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Monday, July 25, 2011

ANGELUS: MORAL RESPONSIBILITY OF THOSE IN GOVERNMENT


VATICAN CITY, 24 JUL 2011 (VIS) - In his remarks before praying the Angelus this morning, Benedict XVI commented on the first reading from today's liturgy, a passage from the Book of Kings in which Solomon, ascending the throne, asks God for an understanding heart to serve His people with justice and to distinguish between good and evil.

  Addressing the faithful gathered in the inner courtyard of the Apostolic Palace at Castelgandolfo, the Pope explained the meaning of Solomon's prayer. "We know that 'heart' in the Bible indicates not just a part of the body but the core of the individual, the seat of his intentions and judgments; in other words, his conscience. An 'understanding heart' means, then, a conscience capable of listening, sensitive to the voice of truth and thus able to distinguish good from evil. In Solomon's case the request is motivated by his responsibility for guiding a nation, Israel, the people whom God chose to reveal His plan of salvation to the world. The king of Israel must, then, seek constant harmony with God and listen to His Word, in order to guide the people along the ways of the Lord, the way of justice and peace.

  "However", the Holy Father added, "the example of Solomon applies to us all. Each of us has a conscience which makes us, in a certain sense, 'king'; in other words, which enables us to exercise the supreme human dignity of acting according to right conscience, doing good and avoiding evil. Moral conscience presupposes a capacity to listen to the voice of truth, humbly to follow its guidance. People called to play a role in government naturally have a further responsibility and, as Solomon teaches, have even greater need of God's help.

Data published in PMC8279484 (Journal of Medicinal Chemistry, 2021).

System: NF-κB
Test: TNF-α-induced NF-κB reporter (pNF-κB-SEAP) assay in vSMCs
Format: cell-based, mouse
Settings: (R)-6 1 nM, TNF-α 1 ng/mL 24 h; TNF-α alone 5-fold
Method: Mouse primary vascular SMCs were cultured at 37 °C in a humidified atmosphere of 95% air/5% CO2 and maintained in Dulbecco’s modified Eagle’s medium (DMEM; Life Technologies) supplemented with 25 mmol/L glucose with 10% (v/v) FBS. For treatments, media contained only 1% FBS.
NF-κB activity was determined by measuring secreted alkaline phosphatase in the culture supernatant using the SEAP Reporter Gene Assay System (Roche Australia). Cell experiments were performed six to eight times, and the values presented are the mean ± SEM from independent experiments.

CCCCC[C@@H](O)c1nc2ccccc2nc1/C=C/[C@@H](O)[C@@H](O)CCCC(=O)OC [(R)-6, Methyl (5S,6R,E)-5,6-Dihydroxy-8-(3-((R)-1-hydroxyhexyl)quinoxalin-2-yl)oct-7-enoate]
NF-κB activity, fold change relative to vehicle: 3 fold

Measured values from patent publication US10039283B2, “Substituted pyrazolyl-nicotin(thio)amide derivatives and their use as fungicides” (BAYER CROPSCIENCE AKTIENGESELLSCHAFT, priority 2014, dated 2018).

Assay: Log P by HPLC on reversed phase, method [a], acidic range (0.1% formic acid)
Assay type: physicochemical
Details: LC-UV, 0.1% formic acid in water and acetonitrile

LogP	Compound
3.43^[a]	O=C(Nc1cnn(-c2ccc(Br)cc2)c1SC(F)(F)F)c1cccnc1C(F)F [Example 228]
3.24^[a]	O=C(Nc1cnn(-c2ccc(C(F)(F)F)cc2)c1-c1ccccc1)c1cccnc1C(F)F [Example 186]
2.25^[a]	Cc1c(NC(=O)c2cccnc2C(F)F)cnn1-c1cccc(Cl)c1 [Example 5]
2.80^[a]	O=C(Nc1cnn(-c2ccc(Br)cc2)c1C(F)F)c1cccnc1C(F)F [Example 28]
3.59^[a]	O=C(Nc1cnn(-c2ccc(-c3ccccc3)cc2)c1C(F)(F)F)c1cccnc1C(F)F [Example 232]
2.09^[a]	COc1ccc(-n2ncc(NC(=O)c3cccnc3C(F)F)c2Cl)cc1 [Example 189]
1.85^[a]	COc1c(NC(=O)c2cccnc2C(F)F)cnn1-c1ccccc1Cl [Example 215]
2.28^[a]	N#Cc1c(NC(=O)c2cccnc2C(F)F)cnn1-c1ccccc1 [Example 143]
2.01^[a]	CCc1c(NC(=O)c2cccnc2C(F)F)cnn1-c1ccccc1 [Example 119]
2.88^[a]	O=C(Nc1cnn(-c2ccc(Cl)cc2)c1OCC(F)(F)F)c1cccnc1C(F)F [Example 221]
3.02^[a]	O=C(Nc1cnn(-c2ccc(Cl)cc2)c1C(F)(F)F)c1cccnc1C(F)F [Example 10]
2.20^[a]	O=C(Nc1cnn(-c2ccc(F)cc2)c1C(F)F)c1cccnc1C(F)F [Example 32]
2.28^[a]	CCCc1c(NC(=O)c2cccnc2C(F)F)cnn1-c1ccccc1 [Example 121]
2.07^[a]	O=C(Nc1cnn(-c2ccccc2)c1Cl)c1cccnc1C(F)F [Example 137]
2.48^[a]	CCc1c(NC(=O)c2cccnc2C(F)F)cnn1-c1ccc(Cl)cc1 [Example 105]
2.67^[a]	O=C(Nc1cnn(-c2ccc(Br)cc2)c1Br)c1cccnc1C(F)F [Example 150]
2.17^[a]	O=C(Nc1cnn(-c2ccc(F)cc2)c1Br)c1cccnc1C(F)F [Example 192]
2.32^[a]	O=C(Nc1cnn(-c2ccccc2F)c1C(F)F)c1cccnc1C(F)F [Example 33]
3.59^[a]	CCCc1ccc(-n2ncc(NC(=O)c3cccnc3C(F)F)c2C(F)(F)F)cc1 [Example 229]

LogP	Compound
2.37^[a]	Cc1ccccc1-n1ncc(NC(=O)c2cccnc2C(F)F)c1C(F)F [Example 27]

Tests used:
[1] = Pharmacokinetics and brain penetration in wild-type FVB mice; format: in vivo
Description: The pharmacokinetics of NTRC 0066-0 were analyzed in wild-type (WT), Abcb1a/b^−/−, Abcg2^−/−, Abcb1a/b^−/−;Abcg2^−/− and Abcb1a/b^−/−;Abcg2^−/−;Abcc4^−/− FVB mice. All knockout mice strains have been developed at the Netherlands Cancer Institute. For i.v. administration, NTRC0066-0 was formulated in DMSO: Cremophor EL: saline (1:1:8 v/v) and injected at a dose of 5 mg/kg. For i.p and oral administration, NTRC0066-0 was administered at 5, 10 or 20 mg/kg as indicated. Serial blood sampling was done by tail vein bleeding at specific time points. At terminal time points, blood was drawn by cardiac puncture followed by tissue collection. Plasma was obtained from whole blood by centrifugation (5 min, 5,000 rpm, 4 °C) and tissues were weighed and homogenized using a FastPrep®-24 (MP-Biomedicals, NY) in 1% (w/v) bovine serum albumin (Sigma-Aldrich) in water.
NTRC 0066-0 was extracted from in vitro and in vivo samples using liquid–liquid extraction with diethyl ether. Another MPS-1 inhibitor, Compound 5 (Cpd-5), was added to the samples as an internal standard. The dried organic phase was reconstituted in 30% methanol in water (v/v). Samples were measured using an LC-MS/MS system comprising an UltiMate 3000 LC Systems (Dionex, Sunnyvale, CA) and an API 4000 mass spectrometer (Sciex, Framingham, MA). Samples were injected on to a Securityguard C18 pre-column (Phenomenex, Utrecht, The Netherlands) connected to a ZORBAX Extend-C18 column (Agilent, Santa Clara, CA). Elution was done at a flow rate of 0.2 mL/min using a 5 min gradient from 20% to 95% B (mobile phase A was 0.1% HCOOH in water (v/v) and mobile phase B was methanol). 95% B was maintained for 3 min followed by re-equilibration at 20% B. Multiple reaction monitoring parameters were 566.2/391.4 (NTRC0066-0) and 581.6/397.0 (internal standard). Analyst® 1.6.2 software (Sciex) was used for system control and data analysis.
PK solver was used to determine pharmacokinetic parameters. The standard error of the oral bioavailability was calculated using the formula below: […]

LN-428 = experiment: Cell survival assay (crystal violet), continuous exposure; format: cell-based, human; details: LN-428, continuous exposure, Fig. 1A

"But everyone has their part to play in their own particular situation. An erroneous mentality suggests that we should ask God for favours or favourable conditions. Yet the truth is that the real quality of our lives, and of social life in general, depends on the sound conscience of each individual, on the capacity of each person to recognise what is good, distinguish it from evil and patiently seek to put it into effect".

  Pope Benedict concluded: "May the Virgin Mary help us, with God's grace, to make out own consciences open to truth and sensitive to justice, in order to serve the Kingdom of God".
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